LUISS will further provide guidance to bottom-up initiatives promoting citizens’ awareness and information on scientific topics, in order to fight counter-narratives that incentivize the deterioration of trust in knowledge authorities in contemporary public spheres. Furthermore, LUISS’ training programs will envisage the implementation of digital tools co-designed with citizens to access trustworthy news and facilitate and strengthen media and political vertical accountability.

Key contacts:
Gianni Riotta
Elena Musi

Media literacy at a national level

There is no statutory institutional coordination at a national level.

AGCOM (Autorità per le Garanzie nelle Comunicazioni), established by Law No. 249/1997, is an independent administrative body empowered to regulate and supervise electronic communications, broadcasting and publishing in Italy, but it does not currently deal directly with media literacy. Its responsibilities with regards to media literacy campaigns carried out by tech providers may increase with the implementation of the DSA.

The status of media literacy in the national curriculum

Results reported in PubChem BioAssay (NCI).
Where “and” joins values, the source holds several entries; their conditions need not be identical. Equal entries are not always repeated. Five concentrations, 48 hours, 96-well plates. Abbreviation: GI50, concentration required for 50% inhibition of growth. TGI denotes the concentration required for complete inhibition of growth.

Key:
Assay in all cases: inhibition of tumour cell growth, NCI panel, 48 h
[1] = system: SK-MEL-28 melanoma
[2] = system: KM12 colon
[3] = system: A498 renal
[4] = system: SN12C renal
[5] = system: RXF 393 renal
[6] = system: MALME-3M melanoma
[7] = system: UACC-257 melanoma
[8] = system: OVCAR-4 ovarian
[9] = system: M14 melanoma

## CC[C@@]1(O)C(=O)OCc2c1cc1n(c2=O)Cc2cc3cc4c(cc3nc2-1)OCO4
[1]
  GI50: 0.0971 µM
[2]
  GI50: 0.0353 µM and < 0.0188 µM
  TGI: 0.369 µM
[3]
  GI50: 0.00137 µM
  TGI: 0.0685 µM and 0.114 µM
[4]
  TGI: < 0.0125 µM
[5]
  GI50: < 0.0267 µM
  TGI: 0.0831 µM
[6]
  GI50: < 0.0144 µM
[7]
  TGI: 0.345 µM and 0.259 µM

Media literacy is not a specific topic in the school curriculum, but there are some pertinent transversal elements.

The Italian National Plan for Digital Education (Piano Nazionale Scuola Digitale, or PNSD) was launched by the Ministry of Education as part of the 2015 school reform (Law 107/2015). It aims to introduce more innovation into Italy’s school system and to bring it into the digital age. Actions are organised into five main areas: tools, skills, content, staff training and supporting measures. Actions 14 and 15 outline a framework for digital competencies and media education. This framework details plans to educate all children about their rights and responsibilities online, about the dynamics of social networks, about reliability of sources, copyright, privacy and data protection.

Civic education was introduced as a separate subject in in the curriculum in 2019 from kindergarten upwards. This includes aspects of digital citizenship.